Do you ever feel that an author writes too many books within the same universe? Are there any fictional worlds that you would love an author to continually write about? Have you read all of Cassandra Clare or Rick Riordan’s works? What other authors do you know of who have written multiple series that take place in the same universe? Let’s discuss in the comments!

Kernels of Nonsense, #14: The Sophomore Slump

Kernels of Nonsense (2)Kernels of Nonsense is a bi-monthly feature on my blog where I discuss various bookish topics. Today’s topic is the sophomore slump. This is my personal opinion, so please don’t take it too hard if I point out a book I didn’t like that you happened to love. We are all entitled to our own opinions.

*Please note that this post contains minor spoilers for Kathleen Peacock’s Thornhill (Hemlock, #2) and Suzanne Collins’s Catching Fire (The Hunger Games, #2).

A sophomore slump in a book series occurs when the second book doesn’t quite live up to the expectations of the first book in the series. The second release often works as a transitional piece, a placeholder, until the conclusion of a series is released. Often these middle books are regarded as the weakest in a trilogy(e.g., Catching Fire).

A sophomore release can be plagued by a myriad of problems. Lack of character development for characters in the second installment can feel like a story has stalled, this is especially true if a reader is given hints about a character’s past that isn’t paid out in the subsequent book. Character regression is another issue I sometimes see: when the lessons learned in the first book are forgotten in an effort to recreate the conflict that took place in the previous book.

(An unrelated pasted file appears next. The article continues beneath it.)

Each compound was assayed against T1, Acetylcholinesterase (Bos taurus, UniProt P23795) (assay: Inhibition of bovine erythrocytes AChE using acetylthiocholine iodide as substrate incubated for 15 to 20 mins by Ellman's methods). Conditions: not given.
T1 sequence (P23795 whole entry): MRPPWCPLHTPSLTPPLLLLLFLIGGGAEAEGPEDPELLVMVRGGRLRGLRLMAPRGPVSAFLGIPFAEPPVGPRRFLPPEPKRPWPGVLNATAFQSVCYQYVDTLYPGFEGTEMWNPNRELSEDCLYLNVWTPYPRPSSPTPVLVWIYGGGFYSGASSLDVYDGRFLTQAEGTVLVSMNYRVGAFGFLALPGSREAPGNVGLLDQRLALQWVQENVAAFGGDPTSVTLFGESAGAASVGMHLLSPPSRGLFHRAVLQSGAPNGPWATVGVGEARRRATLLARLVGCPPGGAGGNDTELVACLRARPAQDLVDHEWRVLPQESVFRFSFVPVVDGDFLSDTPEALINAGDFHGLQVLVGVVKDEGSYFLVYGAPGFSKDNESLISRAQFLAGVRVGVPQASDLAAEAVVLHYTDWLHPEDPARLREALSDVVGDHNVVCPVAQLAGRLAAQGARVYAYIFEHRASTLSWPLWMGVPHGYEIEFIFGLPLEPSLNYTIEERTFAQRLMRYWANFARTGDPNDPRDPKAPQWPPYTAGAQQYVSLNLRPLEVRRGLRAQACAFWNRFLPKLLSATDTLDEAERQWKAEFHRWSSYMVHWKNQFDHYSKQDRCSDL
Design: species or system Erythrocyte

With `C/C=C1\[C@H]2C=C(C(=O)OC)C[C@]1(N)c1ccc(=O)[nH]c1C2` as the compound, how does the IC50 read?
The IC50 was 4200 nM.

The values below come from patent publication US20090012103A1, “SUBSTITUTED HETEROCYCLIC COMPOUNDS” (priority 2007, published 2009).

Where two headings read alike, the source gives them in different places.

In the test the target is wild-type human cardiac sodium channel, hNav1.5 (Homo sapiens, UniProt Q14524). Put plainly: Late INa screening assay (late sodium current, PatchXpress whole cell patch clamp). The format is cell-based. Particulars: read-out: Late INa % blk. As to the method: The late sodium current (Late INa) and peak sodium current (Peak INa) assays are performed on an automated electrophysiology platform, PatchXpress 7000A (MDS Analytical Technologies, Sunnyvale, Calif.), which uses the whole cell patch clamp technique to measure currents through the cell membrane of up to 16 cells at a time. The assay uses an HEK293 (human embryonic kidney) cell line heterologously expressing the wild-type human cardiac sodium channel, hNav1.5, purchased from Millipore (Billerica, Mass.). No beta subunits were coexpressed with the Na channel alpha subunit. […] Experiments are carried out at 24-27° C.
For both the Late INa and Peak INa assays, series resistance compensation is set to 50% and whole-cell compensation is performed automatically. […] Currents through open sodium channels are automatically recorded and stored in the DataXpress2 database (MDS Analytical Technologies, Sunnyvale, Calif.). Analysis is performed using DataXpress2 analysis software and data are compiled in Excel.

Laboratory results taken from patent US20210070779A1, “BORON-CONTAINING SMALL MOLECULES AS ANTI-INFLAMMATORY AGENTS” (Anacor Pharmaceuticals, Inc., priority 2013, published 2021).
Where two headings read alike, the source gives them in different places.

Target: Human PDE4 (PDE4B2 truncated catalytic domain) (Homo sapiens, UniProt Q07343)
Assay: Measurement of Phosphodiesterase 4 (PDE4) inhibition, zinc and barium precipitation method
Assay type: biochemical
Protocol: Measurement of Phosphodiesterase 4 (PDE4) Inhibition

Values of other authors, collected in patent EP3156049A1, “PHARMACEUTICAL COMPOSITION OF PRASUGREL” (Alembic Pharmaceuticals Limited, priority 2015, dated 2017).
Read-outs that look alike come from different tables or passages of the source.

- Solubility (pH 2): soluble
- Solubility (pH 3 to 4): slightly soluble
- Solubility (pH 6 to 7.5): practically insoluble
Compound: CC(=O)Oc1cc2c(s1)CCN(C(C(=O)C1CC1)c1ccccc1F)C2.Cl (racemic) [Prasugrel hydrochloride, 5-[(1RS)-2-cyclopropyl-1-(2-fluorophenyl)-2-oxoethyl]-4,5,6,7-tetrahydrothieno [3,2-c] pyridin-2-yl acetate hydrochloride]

Recycled storylines can also put a damper on a story. This is a complaint I’ve heard all too often when it comes to Suzanne Collins’s Catching Fire. Even I felt that I wanted something different while reading this book when its characters had to once again go into the arena. A weak villain becomes hard to ignore while reading a sophomore release. In the first book, one may be able to get away with it as readers are just getting introduced to the story and characters, but if this antagonist turns out to be less than promised, it’s too hard to ignore. Ideally, an author ought to build on what she or he has already created in the first book, but not rely solely upon it.